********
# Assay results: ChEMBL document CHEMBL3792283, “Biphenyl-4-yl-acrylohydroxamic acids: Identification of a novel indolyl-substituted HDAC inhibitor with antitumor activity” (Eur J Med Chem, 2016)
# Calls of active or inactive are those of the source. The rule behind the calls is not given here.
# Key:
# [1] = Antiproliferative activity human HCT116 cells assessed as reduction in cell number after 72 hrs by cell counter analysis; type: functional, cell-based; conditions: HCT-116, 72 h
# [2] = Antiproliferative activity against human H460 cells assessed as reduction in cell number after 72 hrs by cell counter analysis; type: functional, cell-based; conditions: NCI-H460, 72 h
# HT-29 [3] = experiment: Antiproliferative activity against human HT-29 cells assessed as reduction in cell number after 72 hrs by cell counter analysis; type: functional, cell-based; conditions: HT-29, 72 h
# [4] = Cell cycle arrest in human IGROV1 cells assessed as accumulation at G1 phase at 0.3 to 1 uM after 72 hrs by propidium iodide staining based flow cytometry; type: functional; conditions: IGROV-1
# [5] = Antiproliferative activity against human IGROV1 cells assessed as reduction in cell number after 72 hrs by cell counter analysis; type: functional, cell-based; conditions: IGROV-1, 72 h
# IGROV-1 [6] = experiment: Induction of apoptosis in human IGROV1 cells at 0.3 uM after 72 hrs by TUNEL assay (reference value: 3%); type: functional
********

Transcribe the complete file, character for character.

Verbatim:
# Assay results: ChEMBL document CHEMBL3792283, “Biphenyl-4-yl-acrylohydroxamic acids: Identification of a novel indolyl-substituted HDAC inhibitor with antitumor activity” (Eur J Med Chem, 2016)
# Calls of active or inactive are those of the source. The rule behind the calls is not given here.
# Key:
# [1] = Antiproliferative activity human HCT116 cells assessed as reduction in cell number after 72 hrs by cell counter analysis; type: functional, cell-based; conditions: HCT-116, 72 h
# [2] = Antiproliferative activity against human H460 cells assessed as reduction in cell number after 72 hrs by cell counter analysis; type: functional, cell-based; conditions: NCI-H460, 72 h
# HT-29 [3] = experiment: Antiproliferative activity against human HT-29 cells assessed as reduction in cell number after 72 hrs by cell counter analysis; type: functional, cell-based; conditions: HT-29, 72 h
# [4] = Cell cycle arrest in human IGROV1 cells assessed as accumulation at G1 phase at 0.3 to 1 uM after 72 hrs by propidium iodide staining based flow cytometry; type: functional; conditions: IGROV-1
# [5] = Antiproliferative activity against human IGROV1 cells assessed as reduction in cell number after 72 hrs by cell counter analysis; type: functional, cell-based; conditions: IGROV-1, 72 h
# IGROV-1 [6] = experiment: Induction of apoptosis in human IGROV1 cells at 0.3 uM after 72 hrs by TUNEL assay (reference value: 3%); type: functional